Book Review: Defenders of the Faith

Defenders of the Faith Matt Knell book review

As I noted in my review of his last book, Matt Knell is a brilliant young historical theologian with a knack for communicating useful truth to people from a wider variety of backgrounds, education levels, and perspectives. It is with this in mind, I imagine, that this book came about. Linked to his Spring Harvest Seminars on similar themes (the endorsement from Malcolm Duncan echoes that), this is an excellent little book that reminds readers why church history is important, truth matters, and encourages Christians to stand firm in the face of challenge and attack. Broadly divided into 3 main chapters, with associated parts, this is a readable and well-laid out little book.

After a brief introduction to the premise of the book, Matt opens with the example, life and teaching of Irenaeus of Lyon. This chapter, Defence against Cultural Attack, is a very helpful examination of both Irenaeus, and the challenge of cultural attacks on the church. Matt focuses on Irenaeus’s engagement with Gnosticism (which arguably ‘infects’ the church today, as Tom Wright suggests in Spiritual but Not Religious [SPCK, 2017]), looking at how trends from a pagan culture can come in and start to subtly and ultimately dangerously change the beliefs and practice of the church.

The second early Church figure considered is Basil of Caesarea. In Defence against Theological Attack, Matt walks us through Basil’s life and teaching, focusing particularly on the role and divinity of the Holy Spirit. This was probably my favourite chapter, as Matt compares and contrasts Basil’s and the early church’s views of the Spirit with our own – whilst also noting the fascinating way in which understanding developed between the time of the New Testament, and now. Both this chapter on Basil and the predecessor on Irenaues demonstrate both the importance of understanding church history, and offer the reader/teacher a masterclass in thinking about and explaining complex doctrinal issues.

The third chapter of the book is divided into two parts, chapters 3a and 3b, focusing on the Church in China. The first part, Defence Against Political Attack is Matt’s own humble understanding and summary of the present reality – very interesting, both in terms of prayer fuel and myth-busting. The second part, Considerations from Within the Context, is a real treat. Matt offers up his platform, and significant space, to three Chinese Christians, including one involved with the ‘official’ church, the Three-Self Patriotic Movement. This gives a much more illuminating perspective on the reality of the Chinese Church than any one voice – and much food for thought. As a reader, I found myself grateful for Matt’s relationships and care in asking questions. The lessons from the Church in China for the West are varied and important, touching on matters of leadership, worship, persecution and more.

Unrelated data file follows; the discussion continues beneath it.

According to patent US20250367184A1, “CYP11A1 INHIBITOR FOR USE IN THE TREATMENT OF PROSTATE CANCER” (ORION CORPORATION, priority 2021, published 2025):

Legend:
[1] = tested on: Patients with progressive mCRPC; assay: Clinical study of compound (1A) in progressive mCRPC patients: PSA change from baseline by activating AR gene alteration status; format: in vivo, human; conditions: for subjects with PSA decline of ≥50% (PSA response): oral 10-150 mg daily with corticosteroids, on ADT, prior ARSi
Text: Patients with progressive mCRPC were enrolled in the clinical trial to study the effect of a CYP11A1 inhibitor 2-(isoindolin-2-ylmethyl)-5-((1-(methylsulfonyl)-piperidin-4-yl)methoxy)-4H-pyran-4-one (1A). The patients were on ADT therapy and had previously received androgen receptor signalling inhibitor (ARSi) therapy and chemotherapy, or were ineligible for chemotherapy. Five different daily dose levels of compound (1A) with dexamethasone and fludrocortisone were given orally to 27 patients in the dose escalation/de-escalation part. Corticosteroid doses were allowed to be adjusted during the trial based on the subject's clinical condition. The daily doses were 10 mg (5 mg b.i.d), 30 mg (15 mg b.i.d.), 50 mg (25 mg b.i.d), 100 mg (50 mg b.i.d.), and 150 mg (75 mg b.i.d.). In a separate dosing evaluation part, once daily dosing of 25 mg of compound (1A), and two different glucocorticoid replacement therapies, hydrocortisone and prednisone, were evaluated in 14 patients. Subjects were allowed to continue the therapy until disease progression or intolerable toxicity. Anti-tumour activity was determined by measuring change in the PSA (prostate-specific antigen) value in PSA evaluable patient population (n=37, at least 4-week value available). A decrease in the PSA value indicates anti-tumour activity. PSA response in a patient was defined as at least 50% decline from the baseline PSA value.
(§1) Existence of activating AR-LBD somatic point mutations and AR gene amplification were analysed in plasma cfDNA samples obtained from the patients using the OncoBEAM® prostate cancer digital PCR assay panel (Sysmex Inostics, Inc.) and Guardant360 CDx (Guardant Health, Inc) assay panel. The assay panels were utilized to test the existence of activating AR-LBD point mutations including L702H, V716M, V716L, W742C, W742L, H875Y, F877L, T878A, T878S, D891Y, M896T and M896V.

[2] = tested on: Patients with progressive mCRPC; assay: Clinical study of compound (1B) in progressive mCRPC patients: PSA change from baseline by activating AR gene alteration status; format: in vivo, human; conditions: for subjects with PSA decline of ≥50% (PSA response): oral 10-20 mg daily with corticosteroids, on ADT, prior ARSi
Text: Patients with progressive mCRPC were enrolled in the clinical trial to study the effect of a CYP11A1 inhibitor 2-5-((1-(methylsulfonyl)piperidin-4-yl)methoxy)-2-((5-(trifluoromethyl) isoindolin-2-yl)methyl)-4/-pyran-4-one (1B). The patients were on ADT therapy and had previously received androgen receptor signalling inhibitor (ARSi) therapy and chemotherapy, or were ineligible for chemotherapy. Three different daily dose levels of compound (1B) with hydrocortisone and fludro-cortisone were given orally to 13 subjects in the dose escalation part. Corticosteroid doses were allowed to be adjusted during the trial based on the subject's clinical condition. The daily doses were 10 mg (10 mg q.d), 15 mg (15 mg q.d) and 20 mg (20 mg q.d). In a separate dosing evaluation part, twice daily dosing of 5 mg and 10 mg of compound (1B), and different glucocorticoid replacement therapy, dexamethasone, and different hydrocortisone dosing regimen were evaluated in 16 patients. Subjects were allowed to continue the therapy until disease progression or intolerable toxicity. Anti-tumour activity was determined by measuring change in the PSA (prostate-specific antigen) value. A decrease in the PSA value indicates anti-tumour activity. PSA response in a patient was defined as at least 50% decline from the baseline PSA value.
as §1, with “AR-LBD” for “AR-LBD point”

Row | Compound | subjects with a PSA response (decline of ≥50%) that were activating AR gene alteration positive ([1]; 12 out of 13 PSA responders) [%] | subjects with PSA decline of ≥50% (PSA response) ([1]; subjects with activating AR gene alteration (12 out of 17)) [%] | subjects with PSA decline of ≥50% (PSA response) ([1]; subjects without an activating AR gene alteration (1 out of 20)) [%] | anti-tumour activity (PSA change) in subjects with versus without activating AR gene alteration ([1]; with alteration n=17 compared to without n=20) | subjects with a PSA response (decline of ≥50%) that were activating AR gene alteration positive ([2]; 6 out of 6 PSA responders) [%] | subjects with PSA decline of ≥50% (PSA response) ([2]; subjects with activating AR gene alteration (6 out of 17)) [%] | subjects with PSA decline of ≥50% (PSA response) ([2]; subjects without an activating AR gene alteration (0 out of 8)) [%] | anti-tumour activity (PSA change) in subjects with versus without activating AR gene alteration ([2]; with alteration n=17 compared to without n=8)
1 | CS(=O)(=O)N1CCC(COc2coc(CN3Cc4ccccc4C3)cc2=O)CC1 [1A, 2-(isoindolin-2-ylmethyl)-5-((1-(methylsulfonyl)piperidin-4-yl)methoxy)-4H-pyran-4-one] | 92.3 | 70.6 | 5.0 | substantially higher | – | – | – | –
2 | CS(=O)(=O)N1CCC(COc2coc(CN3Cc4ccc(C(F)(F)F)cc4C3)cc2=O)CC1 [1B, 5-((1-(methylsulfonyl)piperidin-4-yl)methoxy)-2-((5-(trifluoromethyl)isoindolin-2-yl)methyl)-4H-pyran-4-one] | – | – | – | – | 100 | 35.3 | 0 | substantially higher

I thoroughly enjoyed this book. By considering serious threats to Christianity, in a way that moves beyond contemporary Western culture wars, Matt does the reader a great service in reminding us about what matters, whilst also challenging us to think. With it’s Spirit-led blend of early and contemporary Christianity, Defenders of the Faith is a book I’ll have in mind in a wide number of conversations I’m involved in. More practically, this would make a good read for folk thinking about how church history and church present relate, those wondering about how best to pray for the Church in China, and anyone interested in faithfully communicating the Gospel in a changing world.

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